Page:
The Free Motion Quilting Project: How to Quilt a Log Cabin Quilt - Part 2

Tuesday, November 3, 2009

How to Quilt a Log Cabin Quilt - Part 2

Okay, so we've already had one quilting design for this log cabin quilt made by Meredith K.

But this is really just scratching the surface! There are so many other patterns and designs we could do.

In fact, when I was designing the first version of this quilt top, I realized that the rays could get a bit distracting in the border. I played around with it again and only changed the border design.

It just goes to show that you can change ANYTHING on a quilt and come up with something totally different.

Here's the quilt with a new border design:

I personally like this better because it makes a dramatic difference between the quilt top and the border.

This design will be relatively easy to mark. First starch and iron your quilt top. I personally use Niagara brand spray starch which comes in a squirt bottle (not an aerosol can).

You want your top to be as stiff and straight as possible, so be careful not to stretch or skew your quilt top as you iron it.

Then take a clear, rotary ruler or just a yard stick and mark your lines. For a bed quilt, space them around 1-2 inches apart. For a wall hanging or show quilt, space them no bigger than 1/2" apart.

Again, this is a great design for a bed quilt. It won't take you forever to quilt, especially if you free motion quilt the lines rather than use a walking foot.

In a smaller quilt show this might do quite well, but if you really want to go for the ribbons, fill every other space with dense filler quilting.

As time consuming as it would be, double pebble or escargot would be a beautiful texture to fill this quilt with!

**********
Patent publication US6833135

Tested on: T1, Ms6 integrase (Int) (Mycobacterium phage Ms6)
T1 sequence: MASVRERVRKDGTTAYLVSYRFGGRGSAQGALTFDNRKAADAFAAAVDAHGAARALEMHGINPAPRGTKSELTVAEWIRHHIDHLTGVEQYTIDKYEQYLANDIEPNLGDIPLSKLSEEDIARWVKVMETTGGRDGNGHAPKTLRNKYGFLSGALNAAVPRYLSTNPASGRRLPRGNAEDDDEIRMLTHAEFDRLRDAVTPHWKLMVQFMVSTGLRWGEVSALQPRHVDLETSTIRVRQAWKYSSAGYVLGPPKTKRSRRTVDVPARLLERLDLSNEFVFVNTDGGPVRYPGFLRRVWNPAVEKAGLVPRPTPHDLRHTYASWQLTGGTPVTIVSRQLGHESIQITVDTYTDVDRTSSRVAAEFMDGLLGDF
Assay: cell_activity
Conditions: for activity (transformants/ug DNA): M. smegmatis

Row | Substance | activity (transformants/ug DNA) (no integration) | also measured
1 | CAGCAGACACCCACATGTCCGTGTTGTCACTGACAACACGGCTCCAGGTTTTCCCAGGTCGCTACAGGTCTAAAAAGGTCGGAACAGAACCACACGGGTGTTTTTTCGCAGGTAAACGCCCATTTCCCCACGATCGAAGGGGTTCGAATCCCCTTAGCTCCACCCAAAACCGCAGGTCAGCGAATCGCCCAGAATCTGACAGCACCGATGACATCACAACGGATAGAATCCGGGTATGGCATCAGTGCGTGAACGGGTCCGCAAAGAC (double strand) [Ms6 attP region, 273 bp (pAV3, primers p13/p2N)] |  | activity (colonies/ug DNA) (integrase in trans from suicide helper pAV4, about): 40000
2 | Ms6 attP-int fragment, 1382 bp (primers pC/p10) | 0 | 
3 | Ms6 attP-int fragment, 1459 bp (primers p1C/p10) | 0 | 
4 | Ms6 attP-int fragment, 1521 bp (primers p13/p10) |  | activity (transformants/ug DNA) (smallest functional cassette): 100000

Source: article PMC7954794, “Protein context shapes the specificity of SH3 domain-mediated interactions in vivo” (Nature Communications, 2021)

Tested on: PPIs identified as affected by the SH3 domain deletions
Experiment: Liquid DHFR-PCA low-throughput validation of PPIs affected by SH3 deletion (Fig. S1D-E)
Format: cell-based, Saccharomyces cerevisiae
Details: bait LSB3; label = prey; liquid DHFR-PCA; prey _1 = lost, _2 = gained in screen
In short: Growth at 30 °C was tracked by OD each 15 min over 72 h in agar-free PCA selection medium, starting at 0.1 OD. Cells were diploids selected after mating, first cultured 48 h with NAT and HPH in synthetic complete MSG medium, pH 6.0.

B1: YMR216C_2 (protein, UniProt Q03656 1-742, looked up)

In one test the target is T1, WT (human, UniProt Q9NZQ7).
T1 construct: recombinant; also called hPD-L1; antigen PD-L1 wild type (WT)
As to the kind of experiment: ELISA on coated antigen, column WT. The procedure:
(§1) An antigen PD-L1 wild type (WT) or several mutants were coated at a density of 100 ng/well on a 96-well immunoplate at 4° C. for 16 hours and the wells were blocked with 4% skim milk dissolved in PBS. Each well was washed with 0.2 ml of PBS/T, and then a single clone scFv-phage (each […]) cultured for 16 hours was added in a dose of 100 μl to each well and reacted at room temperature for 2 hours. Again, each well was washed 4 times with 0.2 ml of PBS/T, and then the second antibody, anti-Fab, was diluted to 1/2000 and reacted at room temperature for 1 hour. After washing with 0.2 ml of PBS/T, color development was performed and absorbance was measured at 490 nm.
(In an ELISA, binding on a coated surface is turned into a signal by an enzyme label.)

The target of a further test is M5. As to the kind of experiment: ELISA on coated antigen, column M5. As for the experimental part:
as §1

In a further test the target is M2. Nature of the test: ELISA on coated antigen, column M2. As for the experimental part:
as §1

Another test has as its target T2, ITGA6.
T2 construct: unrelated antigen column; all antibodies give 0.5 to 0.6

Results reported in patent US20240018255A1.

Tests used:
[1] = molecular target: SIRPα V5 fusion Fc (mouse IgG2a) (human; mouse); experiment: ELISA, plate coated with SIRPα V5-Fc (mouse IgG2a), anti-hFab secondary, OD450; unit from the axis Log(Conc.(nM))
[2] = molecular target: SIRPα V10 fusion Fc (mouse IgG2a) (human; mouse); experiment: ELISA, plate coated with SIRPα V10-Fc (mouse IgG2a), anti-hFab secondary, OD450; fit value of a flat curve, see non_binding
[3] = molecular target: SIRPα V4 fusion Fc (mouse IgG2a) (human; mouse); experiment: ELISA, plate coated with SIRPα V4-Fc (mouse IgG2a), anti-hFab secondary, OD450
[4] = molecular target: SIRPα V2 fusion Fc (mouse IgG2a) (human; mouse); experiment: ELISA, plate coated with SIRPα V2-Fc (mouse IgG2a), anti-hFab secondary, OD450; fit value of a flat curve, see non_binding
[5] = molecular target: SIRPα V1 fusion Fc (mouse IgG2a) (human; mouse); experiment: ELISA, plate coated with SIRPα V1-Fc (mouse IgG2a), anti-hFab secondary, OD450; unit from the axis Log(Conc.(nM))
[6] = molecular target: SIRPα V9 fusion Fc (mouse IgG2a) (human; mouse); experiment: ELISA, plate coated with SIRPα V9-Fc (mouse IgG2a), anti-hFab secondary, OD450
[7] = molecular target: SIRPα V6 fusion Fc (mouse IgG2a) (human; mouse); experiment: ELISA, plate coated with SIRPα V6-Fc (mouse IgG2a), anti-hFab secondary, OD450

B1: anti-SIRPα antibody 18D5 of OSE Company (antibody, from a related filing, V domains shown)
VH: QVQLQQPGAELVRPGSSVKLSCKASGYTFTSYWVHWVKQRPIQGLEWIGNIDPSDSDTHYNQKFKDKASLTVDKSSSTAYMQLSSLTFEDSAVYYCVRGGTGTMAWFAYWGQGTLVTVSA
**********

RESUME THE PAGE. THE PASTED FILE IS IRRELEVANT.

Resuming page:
Now let's go quilt!

Leah Day

9 comments:

  1. Hello Leah, I live over in Mooresville and my Mom and brother live there in Shelby so I'm sure we'll meet each other eventually. I just found your blog and website and then all of a sudden you changed the format. At first I was so disappointed, but now I'm so excited and think it's absolutely a fabulous idea! It give me a chance to chatch up with all the designs and view the videos and now the quilting designs for the log cabin quilt are so amazing! So thank you for following your intuition regardless of what you promised yourself! It's awesome and I'll still be checking by everyday! But don't worry if you have to even skip a day entirely. Your family and life should come first, but thank you for your committment!

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  2. You must have a mind like a computer - you can see something so effective where many of us only see a huge conflict - do we stick to shadowing ditches, mirroring blocks or what!!!!

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  3. Hi Deb - That's wonderful that you're local to NC! I'm sure that we will bump into one another at a local quilting event soon.

    Yes, I agree. I'm on the receiving end of so many emails from readers who may not understand what a filler is or what it can be used for.

    I think the quilting design suggestions will make for a great addition to the blog!

    Ethne - I don't know if my mind is like a computer. I wasn't always able to "see" the quilting designs like I can now.